Patient Bites Nurse's Fingertip Off - page 3

LOUISVILLE, Ky. -- A man who was arrested for biting off the tip of a nurse's finger spoke out about the incident Monday. Trent Taylor, 20, discussed his actions with NewsChannel 32's Allison... Read More

  1. by   funnygirl_rn
    [i]Originally posted by SharonMH31 I wonder if they have ever dealt with a drunken, unruly, and threatening patient. Was they supposed to take a few licks off this guy before they had the right to protect themselves? It makes me sick, and they wonder why people don't want to do this anymore. I hope Louisville nurses come out in droves to protest this and support this nurse.
    I agree Sharon. Earlier this year on the unit that I work on, a patient (young guy...mid 20's) became extremely combative & punched one of my co-workers in the face. She wears very EXPENSIVE eye glasses (she has terrible vision) and her glasses were destroyed. Our hospital stated that they couldn't pay for her glasses. In the mean-time she couldn't work until her new glasses could be made & the health insurance with eye vision offered through the hospital didn't pay much. I took up a collection to help her pay for her glasses ($300.00), everyone from house-keeping to the docs donated something.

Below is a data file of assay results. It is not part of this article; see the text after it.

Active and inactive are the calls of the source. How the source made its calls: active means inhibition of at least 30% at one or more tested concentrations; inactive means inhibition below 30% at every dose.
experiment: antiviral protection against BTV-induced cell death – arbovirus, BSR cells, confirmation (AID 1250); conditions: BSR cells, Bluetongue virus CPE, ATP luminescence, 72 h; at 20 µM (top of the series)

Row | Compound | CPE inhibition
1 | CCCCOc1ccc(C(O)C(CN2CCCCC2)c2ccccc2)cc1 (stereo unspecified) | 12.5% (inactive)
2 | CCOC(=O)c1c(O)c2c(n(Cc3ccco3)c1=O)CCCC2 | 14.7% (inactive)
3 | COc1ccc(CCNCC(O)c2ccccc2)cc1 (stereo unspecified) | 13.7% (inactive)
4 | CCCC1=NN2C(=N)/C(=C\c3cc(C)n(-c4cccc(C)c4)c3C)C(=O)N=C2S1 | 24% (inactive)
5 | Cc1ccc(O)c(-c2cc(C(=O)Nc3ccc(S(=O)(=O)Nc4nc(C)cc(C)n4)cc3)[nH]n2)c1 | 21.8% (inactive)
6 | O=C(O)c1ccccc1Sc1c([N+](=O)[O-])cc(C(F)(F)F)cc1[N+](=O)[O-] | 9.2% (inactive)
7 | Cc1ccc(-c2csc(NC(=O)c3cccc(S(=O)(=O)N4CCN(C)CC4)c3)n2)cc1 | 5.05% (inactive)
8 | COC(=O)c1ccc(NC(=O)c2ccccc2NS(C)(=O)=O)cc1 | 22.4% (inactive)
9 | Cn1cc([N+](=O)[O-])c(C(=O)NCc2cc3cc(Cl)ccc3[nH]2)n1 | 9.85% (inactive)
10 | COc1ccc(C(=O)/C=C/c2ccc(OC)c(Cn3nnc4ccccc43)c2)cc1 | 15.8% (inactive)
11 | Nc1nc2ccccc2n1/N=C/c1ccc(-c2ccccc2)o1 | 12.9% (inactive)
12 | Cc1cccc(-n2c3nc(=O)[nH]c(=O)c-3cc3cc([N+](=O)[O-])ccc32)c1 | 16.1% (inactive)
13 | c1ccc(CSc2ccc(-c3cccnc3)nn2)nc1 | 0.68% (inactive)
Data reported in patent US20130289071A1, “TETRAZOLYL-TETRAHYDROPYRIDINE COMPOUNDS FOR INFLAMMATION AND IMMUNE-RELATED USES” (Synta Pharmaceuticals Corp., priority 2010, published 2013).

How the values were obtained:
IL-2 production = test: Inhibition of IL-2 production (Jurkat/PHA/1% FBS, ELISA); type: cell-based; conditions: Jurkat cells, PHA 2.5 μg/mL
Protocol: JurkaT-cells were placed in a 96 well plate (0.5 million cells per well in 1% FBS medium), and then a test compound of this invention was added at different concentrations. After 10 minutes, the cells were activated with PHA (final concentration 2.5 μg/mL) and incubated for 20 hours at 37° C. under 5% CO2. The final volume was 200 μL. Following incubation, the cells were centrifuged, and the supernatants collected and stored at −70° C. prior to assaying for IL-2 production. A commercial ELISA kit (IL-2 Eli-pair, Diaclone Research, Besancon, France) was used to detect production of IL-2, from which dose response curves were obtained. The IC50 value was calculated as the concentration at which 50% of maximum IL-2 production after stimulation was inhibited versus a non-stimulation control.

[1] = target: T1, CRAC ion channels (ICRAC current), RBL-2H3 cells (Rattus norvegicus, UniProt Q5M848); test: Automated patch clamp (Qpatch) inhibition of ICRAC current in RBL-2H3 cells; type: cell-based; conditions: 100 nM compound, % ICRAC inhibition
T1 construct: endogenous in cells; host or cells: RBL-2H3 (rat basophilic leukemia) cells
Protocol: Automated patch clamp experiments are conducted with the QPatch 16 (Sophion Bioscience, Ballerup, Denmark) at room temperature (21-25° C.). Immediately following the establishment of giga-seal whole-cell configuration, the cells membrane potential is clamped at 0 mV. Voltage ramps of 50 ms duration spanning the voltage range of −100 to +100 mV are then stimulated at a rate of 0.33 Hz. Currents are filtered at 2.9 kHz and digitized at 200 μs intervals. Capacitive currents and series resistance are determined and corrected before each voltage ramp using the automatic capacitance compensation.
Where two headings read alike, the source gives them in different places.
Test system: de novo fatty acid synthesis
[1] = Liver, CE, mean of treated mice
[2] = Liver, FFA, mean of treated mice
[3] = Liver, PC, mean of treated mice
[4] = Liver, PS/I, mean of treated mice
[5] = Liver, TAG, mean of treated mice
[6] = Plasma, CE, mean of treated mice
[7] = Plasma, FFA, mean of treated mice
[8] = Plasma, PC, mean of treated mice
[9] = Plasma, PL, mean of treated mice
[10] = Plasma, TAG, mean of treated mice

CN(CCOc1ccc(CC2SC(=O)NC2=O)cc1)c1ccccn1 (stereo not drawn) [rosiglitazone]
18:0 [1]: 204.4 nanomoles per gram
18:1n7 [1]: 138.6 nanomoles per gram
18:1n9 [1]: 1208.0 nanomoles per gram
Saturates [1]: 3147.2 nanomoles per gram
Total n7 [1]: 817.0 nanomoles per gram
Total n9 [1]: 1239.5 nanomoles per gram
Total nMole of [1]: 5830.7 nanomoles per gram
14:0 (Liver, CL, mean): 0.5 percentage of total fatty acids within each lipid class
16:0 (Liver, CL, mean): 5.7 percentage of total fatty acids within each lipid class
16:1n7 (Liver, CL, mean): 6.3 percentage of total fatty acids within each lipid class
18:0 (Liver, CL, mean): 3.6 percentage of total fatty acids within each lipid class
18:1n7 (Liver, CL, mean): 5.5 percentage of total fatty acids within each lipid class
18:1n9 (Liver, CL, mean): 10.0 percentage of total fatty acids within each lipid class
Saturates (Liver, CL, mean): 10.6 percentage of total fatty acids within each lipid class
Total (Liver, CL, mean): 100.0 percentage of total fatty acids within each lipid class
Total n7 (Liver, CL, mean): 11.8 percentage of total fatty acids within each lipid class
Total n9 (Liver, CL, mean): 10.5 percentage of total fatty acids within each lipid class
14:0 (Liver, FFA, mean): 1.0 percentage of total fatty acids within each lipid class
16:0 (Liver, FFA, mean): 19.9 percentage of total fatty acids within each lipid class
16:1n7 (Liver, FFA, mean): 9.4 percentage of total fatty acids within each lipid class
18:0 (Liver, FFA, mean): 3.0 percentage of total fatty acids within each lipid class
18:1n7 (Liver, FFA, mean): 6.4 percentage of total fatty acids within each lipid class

2. by   NurseGirlKaren
    The first thing that jumped out to me when I read the story in the original post was the age of the patient. Not only was he drunk, he was underage and drunk.
  3. by   funnygirl_rn
    Originally posted by lgflamini
    I know! And the sad thing I'm wondering about is if offender's atty could possibly admit this as testimonial evidence. Could their opinions be detrimental to her license? Does this make you guys nervous, too?
    Yes...that is toooooo scary...especially with those slick willy lawyers! Hopefully every nurse in that hospital & ones near by will show up in court to boo those two consultants! What an insult to that nurse!
  4. by   funnygirl_rn
    Originally posted by NurseGirlKaren
    The first thing that jumped out to me when I read the story in the original post was the age of the patient. Not only was he drunk, he was underage and drunk.
    Yep..and they are also some of the strongest & wildest patients to descalate.
  5. by   BBFRN
    Maybe I could contact the hospital's legal dept. and ask what the other staff members can do to support her? I don't want to do more harm than good here. Is there anybody here that has seen this happen to a fellow co-worker and has some advice on how to approach showing support without harming the case?
    Last edit by BBFRN on Jun 7, '03
  6. by   funnygirl_rn
    Originally posted by lgflamini
    Maybe I could contact the hospital's legal dept. and ask what the other staff members can do to support her? I don't want to do more harm than good here.
    Have them (staff members) come out in droves...and hopefully that nurse has a kick ass attorney!
  7. by   BBFRN
    I hope so, too! I definitely plan on being in the courthouse at least, when this comes up. I'll check and see if it's OK to rally the others there for support, too. I think a lot would be willing to help.